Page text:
Toxic Algal Blooms in All the Genes

By Beckmann, Roger | Ecos, Spring 1997 | Go to article overview
Save to active project

Toxic Algal Blooms in All the Genes


Beckmann, Roger, Ecos


Microscopic blue-green algae, or cyanobacteria, are a recurrent nuisance in our waterways, particularly during summer. They produce unsightly scums and deplete the water of oxygen, thereby killing aquatic life. More importantly, they produce potent toxins. On farms, this contaminated water can harm animals, and in waterbodies used to supply cities cyanobacterial toxins pose a health risk.

In Australia, four cyanobacteria species are known to produce toxins. The effect of the substances on us can range from skin irritation to serious liver damage or even paralysis. (The latter is caused by the paralytic shellfish poisons or PSPs which, although first observed in shellfish for human consumption, actually derive from dinoflagellates and cyanobacteria eaten by the shellfish.)

Keeping tabs on the toxicity of a bluegreen bloom is an expensive task for managers of river systems or domestic water supplies. It's not simply a matter of identifying the species involved. Some blooms are toxic while others -- seemingly identical -- are not. Does something in the environment influence toxicity, or act as a switch to turn on a latent ability to make a toxin? And once released into the water, how long does a toxin last in a natural setting?

Dr Sue Blackburn and her colleagues at CSIRO Marine Research, and Dr Gary Jones and his team from CSIRO Land and Water, wanted to know the answer to these and several other questions. For years, Blackburn's team has been studying the genetics of marine toxic algal populations. Her latest research formed part of CSIRO's Blue-Green Algal Research Program, which also involved many other research projects.

True-blue blooms

Blooms of blue-green algae are not unique to Australia. In many parts of the world, where human activities cause an unnaturally high and concentrated nutrient load in waterways, cyanobacteria (along with normal green algae) will proliferate, especially when the water flows slowly and there is plenty of sunlight. Until now, it was assumed that our cyanobacteria and the blooms they formed were much the same as those observed elsewhere.

To see if this was really the case, the CSIRO team established a unique collection of 160 Australian strains of toxic cyanobacteria, kept with the CSIRO Collection of Living Microalgae. They then used these strains in a series of genetic studies, from which they concluded that most types of Australian cyanobacteria are genetically different from populations in other parts of the world, even though they may be of the same species or have an identical appearance. As a result, knowledge of toxic cyanobacterial blooms outside Australia may not be transferable to Australian populations.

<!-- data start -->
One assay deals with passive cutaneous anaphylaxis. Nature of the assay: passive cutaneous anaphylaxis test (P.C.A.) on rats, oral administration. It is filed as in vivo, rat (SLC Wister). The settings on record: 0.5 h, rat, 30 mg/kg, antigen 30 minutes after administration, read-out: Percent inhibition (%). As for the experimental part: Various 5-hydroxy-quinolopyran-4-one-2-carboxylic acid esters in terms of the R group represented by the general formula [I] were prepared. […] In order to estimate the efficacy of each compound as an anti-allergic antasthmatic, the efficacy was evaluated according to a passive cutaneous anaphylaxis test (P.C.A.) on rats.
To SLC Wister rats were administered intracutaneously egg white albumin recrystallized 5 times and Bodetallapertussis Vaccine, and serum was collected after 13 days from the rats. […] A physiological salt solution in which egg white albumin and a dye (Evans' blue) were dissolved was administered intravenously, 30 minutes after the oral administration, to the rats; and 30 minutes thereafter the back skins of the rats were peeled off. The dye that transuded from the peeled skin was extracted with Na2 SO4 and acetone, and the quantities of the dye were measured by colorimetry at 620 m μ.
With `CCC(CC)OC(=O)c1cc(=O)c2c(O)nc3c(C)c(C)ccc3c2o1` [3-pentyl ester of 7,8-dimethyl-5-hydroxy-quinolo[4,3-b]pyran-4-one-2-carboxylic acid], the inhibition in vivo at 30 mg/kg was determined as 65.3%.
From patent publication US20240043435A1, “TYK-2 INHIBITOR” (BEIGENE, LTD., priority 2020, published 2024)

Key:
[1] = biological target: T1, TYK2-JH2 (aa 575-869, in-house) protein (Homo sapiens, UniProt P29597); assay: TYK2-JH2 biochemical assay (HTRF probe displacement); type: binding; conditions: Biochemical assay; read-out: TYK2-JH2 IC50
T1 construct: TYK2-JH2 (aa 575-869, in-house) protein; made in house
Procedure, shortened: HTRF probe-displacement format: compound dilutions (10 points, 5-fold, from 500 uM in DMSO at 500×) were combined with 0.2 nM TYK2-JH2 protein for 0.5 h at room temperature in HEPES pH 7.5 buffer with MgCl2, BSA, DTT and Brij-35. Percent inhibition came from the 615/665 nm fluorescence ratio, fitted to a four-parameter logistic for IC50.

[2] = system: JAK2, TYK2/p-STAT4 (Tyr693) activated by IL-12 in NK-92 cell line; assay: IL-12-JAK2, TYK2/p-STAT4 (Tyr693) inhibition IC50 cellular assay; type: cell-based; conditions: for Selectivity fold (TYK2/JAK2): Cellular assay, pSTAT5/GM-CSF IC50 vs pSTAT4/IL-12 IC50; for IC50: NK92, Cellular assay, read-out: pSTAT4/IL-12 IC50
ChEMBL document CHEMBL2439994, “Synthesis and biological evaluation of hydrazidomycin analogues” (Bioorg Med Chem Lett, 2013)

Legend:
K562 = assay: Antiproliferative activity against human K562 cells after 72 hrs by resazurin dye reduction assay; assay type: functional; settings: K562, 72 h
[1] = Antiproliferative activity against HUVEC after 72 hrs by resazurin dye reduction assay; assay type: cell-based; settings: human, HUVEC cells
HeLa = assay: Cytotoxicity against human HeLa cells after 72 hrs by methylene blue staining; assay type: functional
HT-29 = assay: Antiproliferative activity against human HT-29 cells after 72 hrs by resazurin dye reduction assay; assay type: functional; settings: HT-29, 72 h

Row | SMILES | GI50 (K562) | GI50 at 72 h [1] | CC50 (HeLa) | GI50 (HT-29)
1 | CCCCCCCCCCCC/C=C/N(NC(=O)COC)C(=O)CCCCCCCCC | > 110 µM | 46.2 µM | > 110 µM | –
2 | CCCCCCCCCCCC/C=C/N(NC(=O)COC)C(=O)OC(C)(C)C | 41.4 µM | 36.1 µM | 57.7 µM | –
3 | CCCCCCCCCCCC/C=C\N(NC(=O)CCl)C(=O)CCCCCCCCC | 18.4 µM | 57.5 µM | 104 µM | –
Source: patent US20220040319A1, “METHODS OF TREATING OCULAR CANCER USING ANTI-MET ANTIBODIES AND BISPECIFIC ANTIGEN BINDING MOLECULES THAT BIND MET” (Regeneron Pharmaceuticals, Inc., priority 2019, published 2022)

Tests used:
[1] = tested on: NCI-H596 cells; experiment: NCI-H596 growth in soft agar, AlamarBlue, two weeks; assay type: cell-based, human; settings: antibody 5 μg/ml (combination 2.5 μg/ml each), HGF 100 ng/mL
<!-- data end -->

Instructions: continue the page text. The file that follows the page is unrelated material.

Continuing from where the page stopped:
The team found no evidence for an environmental trigger for toxin production in our blooms.

The rest of this article is only available to active members of Questia

Sign up now for a free, 1-day trial and receive full access to:

  • Questia's entire collection
  • Automatic bibliography creation
  • More helpful research tools like notes, citations, and highlights
  • Ad-free environment

Already a member? Log in now.

Notes for this article

Add a new note
If you are trying to select text to create highlights or citations, remember that you must now click or tap on the first word, and then click or tap on the last word.
Loading One moment ...
Project items
Notes
Cite this article

Cited article

Style
Citations are available only to our active members.
Sign up now to cite pages or passages in MLA, APA and Chicago citation styles.

Cited article

Toxic Algal Blooms in All the Genes
Settings

Settings

Typeface
Text size Smaller Larger
Search within

Search within this article

Look up

Look up a word

  • Dictionary
  • Thesaurus
Please submit a word or phrase above.
Print this page

Print this page

Why can't I print more than one page at a time?

While we understand printed pages are helpful to our users, this limitation is necessary to help protect our publishers' copyrighted material and prevent its unlawful distribution. We are sorry for any inconvenience.
Full screen

matching results for page

Cited passage

Style
Citations are available only to our active members.
Sign up now to cite pages or passages in MLA, APA and Chicago citation styles.

Cited passage

Welcome to the new Questia Reader

The Questia Reader has been updated to provide you with an even better online reading experience.  It is now 100% Responsive, which means you can read our books and articles on any sized device you wish.  All of your favorite tools like notes, highlights, and citations are still here, but the way you select text has been updated to be easier to use, especially on touchscreen devices.  Here's how:

1. Click or tap the first word you want to select.
2. Click or tap the last word you want to select.

OK, got it!

Thanks for trying Questia!

Please continue trying out our research tools, but please note, full functionality is available only to our active members.

Your work will be lost once you leave this Web page.

For full access in an ad-free environment, sign up now for a FREE, 1-day trial.

Already a member? Log in now.

Are you sure you want to delete this highlight?